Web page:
South Carolina quakes

Significant earthquakes experienced in South Carolina, according to the U.S. Geological Service.

1886: Centered in Charleston. Magnitude 7.3 - the biggest in state history. Quake followed by seven aftershocks. About 60 people killed. Few buildings in the city escaped damage. Damage in Columbia, Augusta and Savannah, Ga. All or parts of 30 states, Ontario, Canada, and Havana, Cuba, felt the earthquake.

1903: Centered on the South Carolina-Georgia border near Savannah with tremors reaching Charleston, Columbia and Augusta, Ga.

1907: Moderate shock felt in Charleston, Augusta and Savannah

1912: Centered in Summerville and felt in Charleston, Greenville and Brunswick and Macon, Ga., and Wilmington, N.C.

1913: Centered in Union County

1914: Centered in Summerville and felt in Charleston and Augusta, Macon and Savannah, Ga.

1924: Centered in Pickens County and felt in most of South Carolina and western North Carolina, northeastern Georgia, and eastern Tennessee.

1945: Centered in Lake Murray and felt in parts of Georgia, North Carolina and Tennessee.

1959: Shock felt in Charleston, Summerville and Wadmalaw Island.

1960: Centered off the coast of South Carolina and felt in Augusta and Greensboro, N.C..

1958: Centered in Anderson

1959: Centered in Chesterfield

1964: Centered in Gaston and felt in Fairfield, Florence, Lexington and Richland Counties.

1971: Centered in Bowman and Orangeburg, Magnitude 3.4.

2002: Centered in Seabrook Island. Magnitude 4.4. Felt along the coast from Myrtle Beach to Beaufort

The Friday night earthquake near Edgefield shook the ground more in Hollywood than at a monitoring station in the Upstate, experts said Saturday.

The reason is deep, sandy Lowcountry soils amplify earthquake seismic waves, said Steve Jaume, an associate professor and quake expert at the College of Charleston.

"We have thousands of feet of this weak, wiggly stuff. Think bowl of Jell-O," he said.

The 4.1 magnitude quake in Edgefield County would likely have more impact if it happened here, he said.

"The ground shakes harder so you expect greater damage," Jaume said.

The temblor occurred at 10:23 p.m. and was centered seven miles west-northwest of Edgefield.

No damage or injuries occurred, officials said. Some residents reported shaking strong enough to rattle glasses off of a cooler and onto the floor, according to news reports.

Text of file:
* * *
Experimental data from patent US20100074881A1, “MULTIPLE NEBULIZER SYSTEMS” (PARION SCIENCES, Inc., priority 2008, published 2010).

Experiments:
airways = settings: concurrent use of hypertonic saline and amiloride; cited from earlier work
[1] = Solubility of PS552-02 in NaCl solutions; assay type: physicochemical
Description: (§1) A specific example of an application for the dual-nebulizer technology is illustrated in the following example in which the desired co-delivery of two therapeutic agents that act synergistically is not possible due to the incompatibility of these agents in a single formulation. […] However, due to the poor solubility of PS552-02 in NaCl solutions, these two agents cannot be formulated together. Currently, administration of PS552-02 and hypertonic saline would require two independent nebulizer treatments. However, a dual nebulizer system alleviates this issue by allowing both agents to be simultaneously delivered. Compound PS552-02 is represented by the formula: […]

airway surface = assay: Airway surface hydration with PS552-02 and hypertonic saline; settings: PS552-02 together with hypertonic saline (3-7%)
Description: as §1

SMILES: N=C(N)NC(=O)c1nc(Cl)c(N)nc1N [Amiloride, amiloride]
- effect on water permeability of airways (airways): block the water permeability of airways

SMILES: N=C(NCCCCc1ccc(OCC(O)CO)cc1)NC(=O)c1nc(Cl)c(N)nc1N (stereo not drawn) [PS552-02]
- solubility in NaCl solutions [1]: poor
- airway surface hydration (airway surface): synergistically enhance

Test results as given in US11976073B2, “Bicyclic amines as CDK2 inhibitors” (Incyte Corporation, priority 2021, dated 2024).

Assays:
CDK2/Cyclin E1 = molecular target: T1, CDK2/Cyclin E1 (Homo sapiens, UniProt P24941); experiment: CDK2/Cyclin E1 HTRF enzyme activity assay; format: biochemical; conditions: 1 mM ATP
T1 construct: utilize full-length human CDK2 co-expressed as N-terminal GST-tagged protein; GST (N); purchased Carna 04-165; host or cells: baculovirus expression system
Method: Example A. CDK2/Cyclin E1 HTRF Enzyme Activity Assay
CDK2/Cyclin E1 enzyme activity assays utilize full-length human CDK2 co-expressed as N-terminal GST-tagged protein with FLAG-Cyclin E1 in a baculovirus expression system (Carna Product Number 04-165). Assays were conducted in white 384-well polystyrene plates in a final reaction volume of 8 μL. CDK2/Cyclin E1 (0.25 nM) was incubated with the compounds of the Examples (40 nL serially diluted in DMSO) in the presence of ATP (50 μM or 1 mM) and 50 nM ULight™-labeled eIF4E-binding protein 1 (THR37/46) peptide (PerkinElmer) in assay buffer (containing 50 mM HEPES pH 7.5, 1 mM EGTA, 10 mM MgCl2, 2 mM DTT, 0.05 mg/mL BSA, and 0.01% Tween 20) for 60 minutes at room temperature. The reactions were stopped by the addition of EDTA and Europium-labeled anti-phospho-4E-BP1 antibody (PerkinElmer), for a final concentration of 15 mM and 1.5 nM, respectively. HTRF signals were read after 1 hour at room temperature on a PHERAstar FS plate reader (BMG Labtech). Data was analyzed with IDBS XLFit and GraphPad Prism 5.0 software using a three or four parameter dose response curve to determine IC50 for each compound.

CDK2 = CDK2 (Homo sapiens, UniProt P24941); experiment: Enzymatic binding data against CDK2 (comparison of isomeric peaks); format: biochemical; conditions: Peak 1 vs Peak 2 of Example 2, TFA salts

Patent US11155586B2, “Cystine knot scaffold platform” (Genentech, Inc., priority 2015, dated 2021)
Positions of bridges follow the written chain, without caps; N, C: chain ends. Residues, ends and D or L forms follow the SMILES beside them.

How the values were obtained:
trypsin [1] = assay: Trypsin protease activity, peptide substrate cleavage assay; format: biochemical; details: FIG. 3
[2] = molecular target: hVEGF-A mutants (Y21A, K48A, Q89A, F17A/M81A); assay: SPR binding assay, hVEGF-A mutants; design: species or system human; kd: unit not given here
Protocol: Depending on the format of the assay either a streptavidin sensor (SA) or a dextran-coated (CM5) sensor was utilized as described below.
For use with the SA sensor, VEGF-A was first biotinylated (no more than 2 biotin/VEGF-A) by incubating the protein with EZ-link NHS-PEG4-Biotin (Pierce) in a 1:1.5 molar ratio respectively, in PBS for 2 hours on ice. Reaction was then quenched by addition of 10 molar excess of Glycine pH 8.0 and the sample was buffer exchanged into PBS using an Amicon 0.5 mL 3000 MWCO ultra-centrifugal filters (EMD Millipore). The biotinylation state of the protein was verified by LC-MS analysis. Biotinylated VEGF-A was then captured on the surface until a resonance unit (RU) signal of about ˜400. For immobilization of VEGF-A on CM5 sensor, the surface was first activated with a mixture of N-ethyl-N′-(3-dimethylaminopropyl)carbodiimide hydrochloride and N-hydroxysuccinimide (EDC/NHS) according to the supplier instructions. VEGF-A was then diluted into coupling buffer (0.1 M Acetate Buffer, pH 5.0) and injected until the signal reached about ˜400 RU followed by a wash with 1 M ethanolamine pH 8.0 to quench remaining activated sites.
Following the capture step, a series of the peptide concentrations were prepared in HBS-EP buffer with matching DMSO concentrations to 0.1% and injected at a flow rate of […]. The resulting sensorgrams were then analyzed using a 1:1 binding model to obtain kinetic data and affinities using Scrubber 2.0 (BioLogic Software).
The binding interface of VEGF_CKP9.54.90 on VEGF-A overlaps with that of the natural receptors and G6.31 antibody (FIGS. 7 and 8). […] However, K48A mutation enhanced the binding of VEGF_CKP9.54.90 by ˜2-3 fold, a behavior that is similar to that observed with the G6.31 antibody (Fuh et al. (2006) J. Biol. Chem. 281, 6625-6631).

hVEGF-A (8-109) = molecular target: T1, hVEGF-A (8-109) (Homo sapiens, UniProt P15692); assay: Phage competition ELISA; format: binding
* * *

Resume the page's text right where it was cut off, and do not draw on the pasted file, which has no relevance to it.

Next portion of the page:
The quake was noticed in the Carolinas, Tennessee, Georgia and Alabama, the U.S. Geological Survey reported.

"I had e-mails from students who felt it," said Erin Beutel, an associate professor at the college who is also an earthquake expert.

A seismometer here recorded significantly more horizontal ground motion than one located closer to the epicenter in the hard-rock soil of the Upstate at Campobello, the college said.

"It's the dirt under the feet that literally makes the difference," Jaume said.

The ground here is more likely to become unstable during an earthquake, the experts said.

In response to Friday's quake, the South Carolina Department of Transportation on Saturday conducted inspections of bridges in an area from Anderson and Greenville to Aiken, Edgefield and Orangeburg. No damage or safety concerns were reported. Quake-related bridge inspections were not necessary here, the DOT said.

Quake prediction is not yet possible. The chances of a minor to moderate earthquake here over a lifetime are pretty good, Beutel said.

"We really don't understand earthquakes," she said.

But it's known that the Lowcountry is more at risk for damage if an earthquake occurs, she said.

The South Carolina Emergency Management Division and seismic experts have joined together to create a response plan in the event of a major earthquake, she said.

"On a state level, we seem to be fairly prepared," she said.

Residents should have an earthquake kit with enough water, food, clothing and other items to last at least 72 hours, she said.

The best immediate response to a quake is to seek shelter under a table or desk. Running outside or standing in a doorway increases the likelihood of being injured by a falling object, she said.

"Statistically, you are much more likely to be injured or killed if you move more than 10 feet. It's a hard instinct to fight," she said.

Earthquakes in the central and eastern United States, although less frequent than in the western U.S., are typically felt over a much broader region. East of the Rockies, an earthquake can be felt over an area as much as ten times larger than a similar magnitude quake on the west coast, experts say.

Charleston and its surroundings were devastated by a 7.3 magnitude earthquake in 1886. Aftershocks, some of them damaging, continued for years. If that sort of quake were to happen again, the damage would be like that in Christchurch, New Zealand in 2011, Jaume said.

In response to the quake threat, communities such as Charleston have adopted building codes that increase the likelihood of a structure remaining intact during a temblor. And historic buildings have been retrofitted to make them more likely to stay standing during the energy released by an earthquake.